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One Hit Wonders #10: “Summertime Blues” by Blue Cheer (Philips Records 1968)


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Direct from Haight-Ashbury, psychedelic hard rockers Blue Cheer ushered in the Age of Heavy Metal with “Summertime Blues”, reaching #14 on the Billboard charts in 1968 (Crank It Up LOUD!):

Singer/bassist Dickie Peterson, who lived on San Francisco’s Haight Street during the “Summer of Love” days, originally formed the band as a five-piece group, but stripped down to the power trio model popularized by Cream and The Jimi Hendrix Experience, with Leigh Stephens on guitar and Paul Whaley on drums. Blue Cheer’s hair was longer, and their sound more ear-splitting, than anyone around, and the band’s thundering heavy metal noise made both the single and their debut album “Vincebus Eruptum” into classics of early metal then and collector’s items today.

Blue Cheer’s classic lineup: Dickie Peterson, Leigh Stephens, and Paul Whaley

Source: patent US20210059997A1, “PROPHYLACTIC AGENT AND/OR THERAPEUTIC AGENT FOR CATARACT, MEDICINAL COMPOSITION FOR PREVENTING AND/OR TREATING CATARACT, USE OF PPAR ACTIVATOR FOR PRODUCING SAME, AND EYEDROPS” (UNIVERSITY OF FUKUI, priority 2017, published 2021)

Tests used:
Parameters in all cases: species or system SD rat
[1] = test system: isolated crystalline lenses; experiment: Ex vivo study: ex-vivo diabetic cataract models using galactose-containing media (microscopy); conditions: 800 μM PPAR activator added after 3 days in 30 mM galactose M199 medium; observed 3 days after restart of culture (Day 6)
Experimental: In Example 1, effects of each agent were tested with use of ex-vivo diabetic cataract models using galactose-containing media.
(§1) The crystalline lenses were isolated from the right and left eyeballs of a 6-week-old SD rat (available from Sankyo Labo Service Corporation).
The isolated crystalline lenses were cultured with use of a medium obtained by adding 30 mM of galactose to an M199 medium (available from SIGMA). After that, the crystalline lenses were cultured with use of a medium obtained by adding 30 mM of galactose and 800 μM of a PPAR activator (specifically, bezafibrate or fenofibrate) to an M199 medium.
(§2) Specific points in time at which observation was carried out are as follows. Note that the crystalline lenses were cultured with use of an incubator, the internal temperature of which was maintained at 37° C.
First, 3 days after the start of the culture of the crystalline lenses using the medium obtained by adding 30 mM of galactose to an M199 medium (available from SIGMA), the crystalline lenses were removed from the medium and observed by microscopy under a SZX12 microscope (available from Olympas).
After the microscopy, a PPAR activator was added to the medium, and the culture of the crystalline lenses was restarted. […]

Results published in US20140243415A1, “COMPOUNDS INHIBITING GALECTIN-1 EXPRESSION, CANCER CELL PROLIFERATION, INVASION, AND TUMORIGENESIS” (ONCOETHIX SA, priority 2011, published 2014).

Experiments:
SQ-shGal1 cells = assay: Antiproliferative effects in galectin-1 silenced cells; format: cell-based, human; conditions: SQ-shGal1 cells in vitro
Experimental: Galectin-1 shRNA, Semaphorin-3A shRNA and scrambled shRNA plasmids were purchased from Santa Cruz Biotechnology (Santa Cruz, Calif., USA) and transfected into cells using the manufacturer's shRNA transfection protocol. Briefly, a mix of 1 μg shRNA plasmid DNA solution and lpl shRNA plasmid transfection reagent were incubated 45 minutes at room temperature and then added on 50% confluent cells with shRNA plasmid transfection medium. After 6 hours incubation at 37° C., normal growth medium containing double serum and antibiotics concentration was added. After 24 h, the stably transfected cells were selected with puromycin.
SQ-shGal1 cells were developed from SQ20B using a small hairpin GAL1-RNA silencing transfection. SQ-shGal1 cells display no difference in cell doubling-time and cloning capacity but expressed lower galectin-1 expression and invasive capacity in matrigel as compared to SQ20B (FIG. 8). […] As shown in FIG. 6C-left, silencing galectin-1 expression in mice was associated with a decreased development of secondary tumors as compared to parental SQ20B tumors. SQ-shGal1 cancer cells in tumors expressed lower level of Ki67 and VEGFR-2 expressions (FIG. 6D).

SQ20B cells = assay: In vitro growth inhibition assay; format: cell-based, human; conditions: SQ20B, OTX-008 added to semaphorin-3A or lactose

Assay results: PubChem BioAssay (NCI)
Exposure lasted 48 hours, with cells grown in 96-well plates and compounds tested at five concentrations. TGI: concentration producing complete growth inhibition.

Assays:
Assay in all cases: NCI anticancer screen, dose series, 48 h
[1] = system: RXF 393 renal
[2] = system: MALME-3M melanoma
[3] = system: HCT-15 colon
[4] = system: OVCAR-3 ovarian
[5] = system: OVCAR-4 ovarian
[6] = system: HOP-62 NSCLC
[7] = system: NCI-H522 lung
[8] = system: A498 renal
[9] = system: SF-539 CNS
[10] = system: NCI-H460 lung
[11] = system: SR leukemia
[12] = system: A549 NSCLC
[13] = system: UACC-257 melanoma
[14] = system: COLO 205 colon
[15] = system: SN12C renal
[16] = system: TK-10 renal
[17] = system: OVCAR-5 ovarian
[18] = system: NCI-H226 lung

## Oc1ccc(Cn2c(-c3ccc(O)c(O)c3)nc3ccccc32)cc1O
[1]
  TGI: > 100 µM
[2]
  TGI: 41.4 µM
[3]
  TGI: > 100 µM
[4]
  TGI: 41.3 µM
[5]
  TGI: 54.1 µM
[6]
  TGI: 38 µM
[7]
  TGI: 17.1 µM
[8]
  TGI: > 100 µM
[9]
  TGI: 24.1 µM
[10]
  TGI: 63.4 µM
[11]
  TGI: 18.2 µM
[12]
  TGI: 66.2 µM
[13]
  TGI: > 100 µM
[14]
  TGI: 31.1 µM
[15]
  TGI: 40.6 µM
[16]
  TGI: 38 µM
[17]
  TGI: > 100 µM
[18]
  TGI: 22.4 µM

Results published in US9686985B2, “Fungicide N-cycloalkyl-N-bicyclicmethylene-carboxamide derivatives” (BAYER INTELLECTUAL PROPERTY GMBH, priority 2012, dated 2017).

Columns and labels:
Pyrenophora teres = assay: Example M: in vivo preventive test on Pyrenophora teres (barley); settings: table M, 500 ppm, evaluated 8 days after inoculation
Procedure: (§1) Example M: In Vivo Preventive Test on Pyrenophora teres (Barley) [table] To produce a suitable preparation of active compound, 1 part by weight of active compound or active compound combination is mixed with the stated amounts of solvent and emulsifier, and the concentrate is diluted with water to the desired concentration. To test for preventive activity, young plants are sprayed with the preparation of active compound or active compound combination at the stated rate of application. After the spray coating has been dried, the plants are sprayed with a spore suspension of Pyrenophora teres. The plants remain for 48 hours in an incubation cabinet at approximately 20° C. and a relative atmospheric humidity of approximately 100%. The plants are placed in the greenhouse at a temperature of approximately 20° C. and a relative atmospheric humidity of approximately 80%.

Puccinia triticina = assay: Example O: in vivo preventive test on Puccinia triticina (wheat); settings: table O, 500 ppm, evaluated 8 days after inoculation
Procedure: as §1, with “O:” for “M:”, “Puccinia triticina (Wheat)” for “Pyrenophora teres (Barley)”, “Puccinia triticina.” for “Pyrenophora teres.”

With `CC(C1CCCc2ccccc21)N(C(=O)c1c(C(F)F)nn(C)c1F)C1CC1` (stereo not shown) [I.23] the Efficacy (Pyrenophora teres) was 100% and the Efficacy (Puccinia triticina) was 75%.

The band went through numerous personnel changes before breaking up in 1970. Peterson reformed the group in the 80’s…

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Halloween Havoc!: CHRISTINE (Columbia 1983)


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Stephen King turned 70 last month, and the Master of Horror’s grip on the American psyche is stronger than ever, thanks to the unprecedented horror hit IT!, now playing at a theater near you. King’s macabre novels have been adapted for the screen since 1976’s CARRIE with  varying degrees of success; some have been unabashed genre classics, others complete bombs, most lie somewhere in the middle.

Top: Stephen King 1983
Bottom: John Carpenter 1983

Director John Carpenter had a string of successes beginning with 1978’s seminal slasher film HALLOWEEN, but his 1982 remake of THE THING, now considered a masterpiece of the genre, was a box office disappointment. Carpenter took on King’s novel CHRISTINE as a work-for-hire project. I recently watched it for the first time, and think not only is it one of the best adaptations of King’s work to hit the screen, it’s one of Carpenter’s best horror…